After writing this, I reflected on Rob Hopkins quote.  It is an accurate quote in that we know that an energy crisis will force us away from fossil fuels.  When oil costs spike, people move quickly to substitutes, especially those that suddenly become economical relative to oil prices.    That is the market mechanism in action.   Climate change is a different kind of problem.    When  climate impacts get bad, it will be too late to stop recurrences.   Solving climate takes foresight and resolve to see that we must address that issue now so tomorrow is liveable and life remains rich and sustainable.   In that, we won't be forced to change because of climate.  Either way you slice it, we need to get close to zero emissions as soon as possible -- as individuals, communities, and so on. 

With respect to movies, I liked the discussion that followed screening I attended for The Age of Stupid.  The movie is well done, although not exactly inspirational.   An Inconvenient Truth is  brilliant in its ability to bring new understanding to a complex problem.   The "solutions" at the end were a bit soft.  A movie I would recommend is A Sea Change about the lesser-known problem of ocean  acidification.  This is a wonderful film about a terrible problem.  It does a better job of talking about solutions than The Age of Stupid of An Inconvenient Truth. 

In the other comments, it was a nice surprise to see a reference to Covey's The 8th Habit -- an all-time faviourite book of mine.  The teachings and wisdom in that book are directly relevant to anyone seeking to improve theirselves and the world around them.   This is highly recommended.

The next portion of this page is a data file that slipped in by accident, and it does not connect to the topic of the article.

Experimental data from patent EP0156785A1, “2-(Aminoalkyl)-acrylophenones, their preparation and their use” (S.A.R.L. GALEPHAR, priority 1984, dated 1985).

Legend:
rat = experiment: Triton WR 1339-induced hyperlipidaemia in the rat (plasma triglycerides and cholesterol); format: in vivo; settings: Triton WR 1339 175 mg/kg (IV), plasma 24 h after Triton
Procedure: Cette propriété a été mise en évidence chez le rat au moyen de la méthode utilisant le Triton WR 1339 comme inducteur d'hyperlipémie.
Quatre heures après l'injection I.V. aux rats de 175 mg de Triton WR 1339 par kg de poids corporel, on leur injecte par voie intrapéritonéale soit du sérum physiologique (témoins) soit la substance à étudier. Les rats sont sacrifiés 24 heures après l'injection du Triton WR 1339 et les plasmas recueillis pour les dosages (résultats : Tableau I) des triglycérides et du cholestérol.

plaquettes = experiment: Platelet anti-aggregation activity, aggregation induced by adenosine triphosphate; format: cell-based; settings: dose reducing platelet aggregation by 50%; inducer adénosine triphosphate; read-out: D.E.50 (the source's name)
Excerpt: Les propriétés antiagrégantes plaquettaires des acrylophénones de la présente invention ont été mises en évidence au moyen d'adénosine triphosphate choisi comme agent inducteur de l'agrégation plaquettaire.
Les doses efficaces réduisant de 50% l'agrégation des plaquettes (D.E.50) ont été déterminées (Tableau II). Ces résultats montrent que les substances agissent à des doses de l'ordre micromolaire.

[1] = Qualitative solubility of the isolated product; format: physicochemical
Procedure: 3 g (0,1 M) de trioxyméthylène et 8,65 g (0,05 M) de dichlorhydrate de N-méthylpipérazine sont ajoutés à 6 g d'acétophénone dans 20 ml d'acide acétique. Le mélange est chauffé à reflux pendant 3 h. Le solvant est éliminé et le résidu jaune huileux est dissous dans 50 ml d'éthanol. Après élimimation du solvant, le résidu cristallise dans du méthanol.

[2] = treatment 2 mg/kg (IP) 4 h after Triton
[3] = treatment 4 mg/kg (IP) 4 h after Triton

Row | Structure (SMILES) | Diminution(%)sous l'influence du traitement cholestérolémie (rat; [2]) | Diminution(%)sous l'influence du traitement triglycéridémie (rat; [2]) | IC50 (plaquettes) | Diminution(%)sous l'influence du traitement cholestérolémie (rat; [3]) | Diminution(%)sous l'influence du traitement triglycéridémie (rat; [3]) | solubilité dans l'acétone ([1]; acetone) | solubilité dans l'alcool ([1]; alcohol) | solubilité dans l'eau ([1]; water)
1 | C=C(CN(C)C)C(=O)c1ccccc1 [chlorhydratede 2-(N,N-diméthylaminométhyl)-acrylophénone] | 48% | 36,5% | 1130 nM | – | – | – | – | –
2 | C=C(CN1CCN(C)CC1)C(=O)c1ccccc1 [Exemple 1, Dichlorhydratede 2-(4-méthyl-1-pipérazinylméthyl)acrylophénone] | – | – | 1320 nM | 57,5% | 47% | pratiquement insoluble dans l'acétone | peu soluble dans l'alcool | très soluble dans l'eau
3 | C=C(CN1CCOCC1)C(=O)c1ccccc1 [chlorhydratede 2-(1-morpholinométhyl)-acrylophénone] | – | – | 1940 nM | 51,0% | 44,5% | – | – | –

David Eggleton wrote 10 years 41 weeks ago

Regarding Consciousness Shifting

"Inner Transition -- a vital and important part of all that we do -- is Macy's action #3: "A shift in consciousness," a shift in our basic awareness of how humanity fits within the massive ecosystems of this planet. "

I certainly have learning to do regarding Macy's diagnoses and prescriptions, but what comes across in the segment quoted is misty, if not foggy.  That is, it's not easy to see anything beyond a few steps away.  What would the shift involve and what would result?  To whom does the shift call?

Historically, majorities of peoples have been reduced to things by colonizers and industrialists.  One of the conversion stories is competent-producers-into-mere-consumers.  Once converted, the subjugated are as if trapped; much of what they know, love and desire becomes irrelevant to getting by.  What's irrelevant atrophies and effectively vanishes from their experience, not because they want that result.  Thus, the trapped can appear not to know of or care about the web of life, when they do.

The whole person paradigm, named and elaborated by Stephen R. Covey in his book The 8th Habit (2004), provides a clear and attractive vision and path that's aligned with the needed shift in consciousness.  He even wrote of becoming a transition person, which he defined as "one who stops unworthy tendencies from being passed on from prior generations to those that follow (your children and grandchildren)."

I am convinced that sustainable communities (which include resilient ones) will be comprised mostly, if not entirely, of whole people.  They are the ones alive and interdependent enough to meet and rise above unprecedented challenges.

shelby.tay wrote 10 years 42 weeks ago

Blog Action Day

Great post Joanne! This blog post is part of the Blog Action Day campaign: